My first boss: Charlie Bigham, ready-to-cook food empire founder
Inspired by his travels and love of cooking, Charlie Bigham’s set up shop in 1996. Over 25 years on, the food industry tycoon’s company saw revenues increase nearly 30% to a record £104.4m in 2020/21 thanks to new customers trying the brand’s meals and puddings during lockdown.
Using quality ingredients, Bigham’s selection of prepared dishes now has over 60 meals, including its bestsellers Chicken Tikka Masala, Lasagne, and Fish Pie. In 2020, Bigham’s became B Corp certified, won Food Brand of the Year at The Grocer Gold Awards 2021 and was voted Best Workplace in 2022.
As a naive 22-year-old in my first proper job, I was meant to be advising banks about strategy, but really I was learning the importance of food, temperature and taste.
I had started working for management consultancy firm Accenture (formerly Andersen Consulting). Fresh with an English literature degree under my belt, I was sent off to the City of London where I worked in the financial services sector, supposedly to tell banks how to run their business and organise them properly.
I had been drafted in to work under a Turkish chap called Faik. He was poised, elegant and completely unflappable. He was respectful and listened, despite the pretty stressful environment of banking back in the 90s. I never saw him lose his cool and it has been a nice lesson to take away over the last 26 years. I have since dealt with several crises and it’s important, if you’re the boss and everyone is looking at you, to keep your head. It gives huge confidence to those around you.
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Faik also had impeccable taste in food. He was insistent that we had a pause for lunch and, usually, dinner every day. He abhorred chilled sandwiches (in Turkey, Ekmek bread is on a pinnacle and freshly baked in every village) and if I came back with something that had been near a fridge, it would go in the bin.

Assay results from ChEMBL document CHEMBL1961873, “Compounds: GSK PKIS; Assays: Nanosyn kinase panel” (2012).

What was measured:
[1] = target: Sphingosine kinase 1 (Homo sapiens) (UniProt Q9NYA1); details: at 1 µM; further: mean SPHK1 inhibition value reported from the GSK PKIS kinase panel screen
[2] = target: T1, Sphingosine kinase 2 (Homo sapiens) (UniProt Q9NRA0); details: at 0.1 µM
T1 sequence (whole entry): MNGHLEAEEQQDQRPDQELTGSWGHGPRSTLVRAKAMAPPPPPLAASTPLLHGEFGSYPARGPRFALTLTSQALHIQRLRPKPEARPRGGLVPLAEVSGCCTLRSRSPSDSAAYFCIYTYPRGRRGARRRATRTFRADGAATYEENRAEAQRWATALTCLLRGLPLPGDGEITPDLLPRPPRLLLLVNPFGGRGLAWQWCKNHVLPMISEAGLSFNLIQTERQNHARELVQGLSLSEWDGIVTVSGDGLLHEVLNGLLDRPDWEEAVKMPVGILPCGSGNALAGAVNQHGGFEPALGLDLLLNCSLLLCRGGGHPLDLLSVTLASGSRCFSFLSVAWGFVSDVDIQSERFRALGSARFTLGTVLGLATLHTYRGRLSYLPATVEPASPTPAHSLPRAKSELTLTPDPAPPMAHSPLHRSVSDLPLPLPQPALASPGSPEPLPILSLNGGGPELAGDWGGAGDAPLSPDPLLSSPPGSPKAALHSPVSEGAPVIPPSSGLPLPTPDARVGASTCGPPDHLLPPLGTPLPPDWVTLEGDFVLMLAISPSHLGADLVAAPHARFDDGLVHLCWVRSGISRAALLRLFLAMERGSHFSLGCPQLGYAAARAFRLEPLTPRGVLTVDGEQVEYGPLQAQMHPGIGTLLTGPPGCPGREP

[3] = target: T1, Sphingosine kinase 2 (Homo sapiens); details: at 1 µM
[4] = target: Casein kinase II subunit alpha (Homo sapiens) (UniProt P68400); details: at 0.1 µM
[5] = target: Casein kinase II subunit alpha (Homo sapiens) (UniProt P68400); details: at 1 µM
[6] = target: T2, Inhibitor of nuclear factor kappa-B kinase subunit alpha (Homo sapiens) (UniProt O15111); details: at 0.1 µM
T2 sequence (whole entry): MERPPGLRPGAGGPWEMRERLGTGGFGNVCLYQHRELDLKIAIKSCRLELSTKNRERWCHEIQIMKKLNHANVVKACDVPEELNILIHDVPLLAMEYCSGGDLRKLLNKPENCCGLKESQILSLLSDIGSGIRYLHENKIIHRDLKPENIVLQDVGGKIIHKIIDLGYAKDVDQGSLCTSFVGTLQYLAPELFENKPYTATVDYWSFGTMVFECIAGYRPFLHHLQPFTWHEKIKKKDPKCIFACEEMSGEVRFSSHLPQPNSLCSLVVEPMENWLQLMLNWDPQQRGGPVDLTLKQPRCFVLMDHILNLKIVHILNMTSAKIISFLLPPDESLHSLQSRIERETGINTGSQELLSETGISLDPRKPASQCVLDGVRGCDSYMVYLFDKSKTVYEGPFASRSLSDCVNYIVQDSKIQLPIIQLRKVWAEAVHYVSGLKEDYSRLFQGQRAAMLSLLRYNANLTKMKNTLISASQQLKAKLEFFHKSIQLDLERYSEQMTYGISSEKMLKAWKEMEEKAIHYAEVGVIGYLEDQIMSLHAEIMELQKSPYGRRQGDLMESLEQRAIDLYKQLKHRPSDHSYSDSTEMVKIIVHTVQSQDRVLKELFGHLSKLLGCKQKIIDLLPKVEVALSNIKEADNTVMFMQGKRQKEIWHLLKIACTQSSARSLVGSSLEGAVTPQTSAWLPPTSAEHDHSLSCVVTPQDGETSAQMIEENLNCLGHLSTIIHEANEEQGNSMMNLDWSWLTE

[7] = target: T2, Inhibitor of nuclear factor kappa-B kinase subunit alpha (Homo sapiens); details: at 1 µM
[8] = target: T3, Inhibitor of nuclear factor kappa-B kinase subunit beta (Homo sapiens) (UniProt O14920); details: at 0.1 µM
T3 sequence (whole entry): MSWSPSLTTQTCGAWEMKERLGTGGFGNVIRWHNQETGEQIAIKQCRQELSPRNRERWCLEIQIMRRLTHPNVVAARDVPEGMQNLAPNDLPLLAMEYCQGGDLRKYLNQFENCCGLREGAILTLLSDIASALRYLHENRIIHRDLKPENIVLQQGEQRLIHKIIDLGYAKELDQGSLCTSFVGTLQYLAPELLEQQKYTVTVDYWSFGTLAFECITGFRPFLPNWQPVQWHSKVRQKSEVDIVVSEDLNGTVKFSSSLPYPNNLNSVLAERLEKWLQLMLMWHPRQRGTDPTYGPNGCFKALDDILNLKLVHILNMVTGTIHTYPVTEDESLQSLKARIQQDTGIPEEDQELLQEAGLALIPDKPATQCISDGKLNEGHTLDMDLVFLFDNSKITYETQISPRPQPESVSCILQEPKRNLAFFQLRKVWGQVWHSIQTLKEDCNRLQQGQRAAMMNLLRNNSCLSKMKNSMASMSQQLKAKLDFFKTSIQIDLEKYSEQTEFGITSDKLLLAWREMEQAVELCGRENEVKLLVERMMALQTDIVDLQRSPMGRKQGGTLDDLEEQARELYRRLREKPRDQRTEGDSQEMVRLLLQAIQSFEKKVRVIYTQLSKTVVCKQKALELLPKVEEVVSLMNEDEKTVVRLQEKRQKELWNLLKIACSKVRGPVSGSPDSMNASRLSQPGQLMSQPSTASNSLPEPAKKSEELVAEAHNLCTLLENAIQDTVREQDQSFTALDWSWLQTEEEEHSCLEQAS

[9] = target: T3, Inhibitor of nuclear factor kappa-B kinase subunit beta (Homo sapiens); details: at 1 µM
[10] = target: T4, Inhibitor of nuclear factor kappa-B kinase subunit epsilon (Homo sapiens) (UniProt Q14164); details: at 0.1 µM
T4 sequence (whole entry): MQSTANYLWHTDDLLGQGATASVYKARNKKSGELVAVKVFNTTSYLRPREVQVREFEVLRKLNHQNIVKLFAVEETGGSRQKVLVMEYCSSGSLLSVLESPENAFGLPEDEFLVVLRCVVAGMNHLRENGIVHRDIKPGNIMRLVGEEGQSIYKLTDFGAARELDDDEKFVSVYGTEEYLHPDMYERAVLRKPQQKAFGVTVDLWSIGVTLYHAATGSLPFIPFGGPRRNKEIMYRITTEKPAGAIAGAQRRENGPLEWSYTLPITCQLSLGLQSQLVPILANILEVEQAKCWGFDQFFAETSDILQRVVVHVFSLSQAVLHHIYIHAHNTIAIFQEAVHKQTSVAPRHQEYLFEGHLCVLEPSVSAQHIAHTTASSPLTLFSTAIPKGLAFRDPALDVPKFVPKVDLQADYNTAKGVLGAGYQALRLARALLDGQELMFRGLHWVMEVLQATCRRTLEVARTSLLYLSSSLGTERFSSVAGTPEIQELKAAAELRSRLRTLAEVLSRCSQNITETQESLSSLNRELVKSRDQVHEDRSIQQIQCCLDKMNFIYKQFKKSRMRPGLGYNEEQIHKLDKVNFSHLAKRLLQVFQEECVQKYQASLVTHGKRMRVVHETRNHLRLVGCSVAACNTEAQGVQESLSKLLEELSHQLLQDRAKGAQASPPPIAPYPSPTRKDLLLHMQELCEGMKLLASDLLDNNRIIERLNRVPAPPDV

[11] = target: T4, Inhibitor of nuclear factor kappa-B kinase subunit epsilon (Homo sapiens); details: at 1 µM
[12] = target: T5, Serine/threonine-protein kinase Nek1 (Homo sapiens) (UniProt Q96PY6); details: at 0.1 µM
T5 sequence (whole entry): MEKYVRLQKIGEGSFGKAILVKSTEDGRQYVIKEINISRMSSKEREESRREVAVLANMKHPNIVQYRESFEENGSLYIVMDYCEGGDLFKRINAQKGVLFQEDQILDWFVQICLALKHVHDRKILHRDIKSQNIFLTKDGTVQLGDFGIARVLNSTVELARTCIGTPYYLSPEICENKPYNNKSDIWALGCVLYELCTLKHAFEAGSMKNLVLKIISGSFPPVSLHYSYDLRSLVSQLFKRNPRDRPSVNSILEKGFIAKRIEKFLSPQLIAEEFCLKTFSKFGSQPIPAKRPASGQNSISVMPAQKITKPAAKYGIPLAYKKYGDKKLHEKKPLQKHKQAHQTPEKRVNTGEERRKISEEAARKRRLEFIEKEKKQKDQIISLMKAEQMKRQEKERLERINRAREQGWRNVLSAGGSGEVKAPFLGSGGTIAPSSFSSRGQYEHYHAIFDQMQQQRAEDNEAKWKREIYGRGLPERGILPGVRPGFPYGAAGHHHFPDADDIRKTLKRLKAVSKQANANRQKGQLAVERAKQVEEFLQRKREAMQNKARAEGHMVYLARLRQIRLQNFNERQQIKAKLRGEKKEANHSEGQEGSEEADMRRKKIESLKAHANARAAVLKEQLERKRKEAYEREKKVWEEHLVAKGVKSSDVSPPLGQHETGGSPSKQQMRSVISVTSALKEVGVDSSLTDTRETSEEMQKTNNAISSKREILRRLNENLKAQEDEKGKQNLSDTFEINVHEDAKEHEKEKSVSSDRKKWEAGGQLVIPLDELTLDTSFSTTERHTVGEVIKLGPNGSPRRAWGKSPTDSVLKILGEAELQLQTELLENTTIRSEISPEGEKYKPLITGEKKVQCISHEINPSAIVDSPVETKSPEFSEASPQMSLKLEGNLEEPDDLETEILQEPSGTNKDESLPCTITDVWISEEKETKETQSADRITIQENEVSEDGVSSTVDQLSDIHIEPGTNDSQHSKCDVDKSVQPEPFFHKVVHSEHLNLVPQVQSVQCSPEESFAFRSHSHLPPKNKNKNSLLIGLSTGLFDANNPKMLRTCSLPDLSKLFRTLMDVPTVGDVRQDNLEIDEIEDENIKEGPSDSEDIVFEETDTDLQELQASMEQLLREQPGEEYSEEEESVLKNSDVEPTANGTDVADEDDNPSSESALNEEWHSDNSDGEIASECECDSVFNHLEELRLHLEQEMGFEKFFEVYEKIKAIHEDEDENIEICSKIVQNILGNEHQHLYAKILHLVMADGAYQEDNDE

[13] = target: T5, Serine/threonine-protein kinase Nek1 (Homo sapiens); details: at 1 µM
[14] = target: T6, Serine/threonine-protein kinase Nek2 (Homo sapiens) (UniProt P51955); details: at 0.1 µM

This has also served me quite well over the years. Everything we do at work is about making delicious food but sometimes we don’t appreciate the importance of heat and temperature in food. As Faik identified, it is key to eat the right food at the right temperature. This was reinforced years later when I was working with Julian Metcalfe, founder of Pret a Manger and Itsu, who explained that the sushi he served was always at the right temperature, and would rather throw it in the bin after two hours than serve it below 5C, the food safety rules.
At Charlie Bigham’s, all our meals are cooked in the oven or on hobs. When our lasagne goes in, there is some magic that starts to happen which takes on all these extra flavours, as opposed to microwave cooking which heats from the inside out and is terrible with temperature.
I saw Faik a few years later when I passed through Istanbul with my wife in our camper van before we set up the business. We had an extraordinary, understated meal overlooking the Bosphorus and unfortunately we lost touch after that.
Yet, I won’t forget what an encouraging boss he was, one who dished out lots of praise. As you get older, you have this opportunity to influence people who are at the start of their career. I don’t think we give out enough ‘well dones’ to employees either. All the while, we have this new pandemic of working from home. It’s great – and we see this as a flexible, modern employer – but what I’ve noticed is that younger people coming into this business are spending less time with the seasoned and experienced people and they are missing out.
It’s important to be honest and transparent in business. With our business, we tell everybody what’s happening in our weekly office team, as well as in a monthly company-wide meeting for our 750 staff.
At the moment, we are sitting on a level of uncertainty I haven’t seen in this sustained way for some time. It’s important to remain calm – we hear the doom and gloom around energy, inflation and recession – and not to talk our way into a crisis, but to be balanced and adaptable.
I was fortunate back then to work in the organisation I did at Accenture, one of the world’s great consultancy companies. What I say mostly to my children’s friends – obviously your own children don’t want to take advice from you! – who are starting out in their careers, is that it doesn't matter what your first job is but, if you can, try and join someone who is very good at what they do. If you can expose yourself to excellence, it will stand you in great stead early on.
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They had a fantastic appraisal process which they did religiously every six months. Appraisals are important at Charlie Bigham’s too, as the feedback loop is invaluable and building people’s careers is core to who we are.
Faik wasn’t my only great boss but I saw a company at the top of their game, which had thought and worked out how to get the best from their employees.
I hope that Faik would say today that he knew I had it in me to make it. Even if he didn’t mean it, he would still say it as it would just be a lovely thing to say.
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